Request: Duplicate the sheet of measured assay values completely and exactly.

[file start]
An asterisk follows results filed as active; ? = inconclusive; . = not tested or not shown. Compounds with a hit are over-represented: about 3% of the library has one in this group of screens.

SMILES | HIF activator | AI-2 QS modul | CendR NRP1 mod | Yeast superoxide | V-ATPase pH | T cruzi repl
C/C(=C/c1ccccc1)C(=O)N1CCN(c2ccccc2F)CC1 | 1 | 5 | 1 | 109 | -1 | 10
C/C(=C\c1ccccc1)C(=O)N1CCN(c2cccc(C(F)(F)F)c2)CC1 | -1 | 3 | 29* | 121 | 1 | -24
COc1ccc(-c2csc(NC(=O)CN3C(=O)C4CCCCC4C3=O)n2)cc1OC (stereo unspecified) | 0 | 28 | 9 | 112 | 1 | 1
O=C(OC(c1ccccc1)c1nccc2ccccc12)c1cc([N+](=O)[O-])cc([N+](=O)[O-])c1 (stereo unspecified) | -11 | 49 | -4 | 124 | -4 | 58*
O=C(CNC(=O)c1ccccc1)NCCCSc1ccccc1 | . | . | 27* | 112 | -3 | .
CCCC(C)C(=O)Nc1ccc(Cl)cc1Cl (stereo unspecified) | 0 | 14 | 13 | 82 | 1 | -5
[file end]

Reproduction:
An asterisk follows results filed as active; ? = inconclusive; . = not tested or not shown. Compounds with a hit are over-represented: about 3% of the library has one in this group of screens.

SMILES | HIF activator | AI-2 QS modul | CendR NRP1 mod | Yeast superoxide | V-ATPase pH | T cruzi repl
C/C(=C/c1ccccc1)C(=O)N1CCN(c2ccccc2F)CC1 | 1 | 5 | 1 | 109 | -1 | 10
C/C(=C\c1ccccc1)C(=O)N1CCN(c2cccc(C(F)(F)F)c2)CC1 | -1 | 3 | 29* | 121 | 1 | -24
COc1ccc(-c2csc(NC(=O)CN3C(=O)C4CCCCC4C3=O)n2)cc1OC (stereo unspecified) | 0 | 28 | 9 | 112 | 1 | 1
O=C(OC(c1ccccc1)c1nccc2ccccc12)c1cc([N+](=O)[O-])cc([N+](=O)[O-])c1 (stereo unspecified) | -11 | 49 | -4 | 124 | -4 | 58*
O=C(CNC(=O)c1ccccc1)NCCCSc1ccccc1 | . | . | 27* | 112 | -3 | .
CCCC(C)C(=O)Nc1ccc(Cl)cc1Cl (stereo unspecified) | 0 | 14 | 13 | 82 | 1 | -5